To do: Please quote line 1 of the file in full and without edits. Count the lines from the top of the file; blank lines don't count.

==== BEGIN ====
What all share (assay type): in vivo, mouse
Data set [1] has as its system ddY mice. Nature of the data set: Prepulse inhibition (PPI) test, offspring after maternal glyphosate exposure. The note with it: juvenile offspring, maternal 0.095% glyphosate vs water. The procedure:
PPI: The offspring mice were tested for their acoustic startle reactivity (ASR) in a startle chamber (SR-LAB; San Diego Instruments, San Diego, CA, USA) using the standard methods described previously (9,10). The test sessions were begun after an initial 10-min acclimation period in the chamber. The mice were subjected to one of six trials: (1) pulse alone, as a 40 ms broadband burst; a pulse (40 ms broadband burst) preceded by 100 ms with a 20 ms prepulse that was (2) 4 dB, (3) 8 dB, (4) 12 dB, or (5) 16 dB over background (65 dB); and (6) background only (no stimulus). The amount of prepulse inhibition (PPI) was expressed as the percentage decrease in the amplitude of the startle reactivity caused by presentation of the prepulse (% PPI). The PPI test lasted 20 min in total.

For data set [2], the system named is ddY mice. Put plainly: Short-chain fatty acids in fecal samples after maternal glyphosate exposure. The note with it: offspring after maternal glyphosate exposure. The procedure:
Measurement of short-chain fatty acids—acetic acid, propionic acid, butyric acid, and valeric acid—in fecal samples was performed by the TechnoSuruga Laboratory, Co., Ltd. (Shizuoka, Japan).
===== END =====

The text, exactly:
What all share (assay type): in vivo, mouse